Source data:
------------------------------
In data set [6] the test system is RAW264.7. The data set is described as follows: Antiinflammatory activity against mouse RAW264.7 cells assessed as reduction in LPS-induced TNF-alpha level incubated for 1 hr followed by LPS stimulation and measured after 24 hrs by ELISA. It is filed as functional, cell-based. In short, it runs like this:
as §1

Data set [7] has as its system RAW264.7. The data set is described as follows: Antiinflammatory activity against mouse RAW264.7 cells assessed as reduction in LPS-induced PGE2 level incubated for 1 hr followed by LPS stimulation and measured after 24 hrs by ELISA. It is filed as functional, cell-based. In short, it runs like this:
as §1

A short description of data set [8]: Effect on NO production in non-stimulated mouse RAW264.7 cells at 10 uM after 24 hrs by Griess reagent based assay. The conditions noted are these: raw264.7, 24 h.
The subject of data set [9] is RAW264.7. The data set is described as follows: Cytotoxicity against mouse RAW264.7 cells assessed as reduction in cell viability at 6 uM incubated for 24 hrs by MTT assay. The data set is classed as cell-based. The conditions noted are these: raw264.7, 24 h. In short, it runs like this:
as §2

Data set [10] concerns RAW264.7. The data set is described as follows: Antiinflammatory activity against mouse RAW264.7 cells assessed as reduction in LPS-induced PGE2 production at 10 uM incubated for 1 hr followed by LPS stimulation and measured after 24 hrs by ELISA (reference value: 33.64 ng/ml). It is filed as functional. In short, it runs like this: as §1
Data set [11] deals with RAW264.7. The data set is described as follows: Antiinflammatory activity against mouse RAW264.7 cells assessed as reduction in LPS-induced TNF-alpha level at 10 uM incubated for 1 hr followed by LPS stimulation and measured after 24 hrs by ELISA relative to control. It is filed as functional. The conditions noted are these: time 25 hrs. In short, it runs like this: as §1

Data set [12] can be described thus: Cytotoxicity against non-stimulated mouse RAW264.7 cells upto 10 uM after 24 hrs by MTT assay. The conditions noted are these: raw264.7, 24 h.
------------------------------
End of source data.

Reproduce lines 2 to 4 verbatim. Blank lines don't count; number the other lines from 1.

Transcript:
as §1

Data set [7] has as its system RAW264.7. The data set is described as follows: Antiinflammatory activity against mouse RAW264.7 cells assessed as reduction in LPS-induced PGE2 level incubated for 1 hr followed by LPS stimulation and measured after 24 hrs by ELISA. It is filed as functional, cell-based. In short, it runs like this:
as §1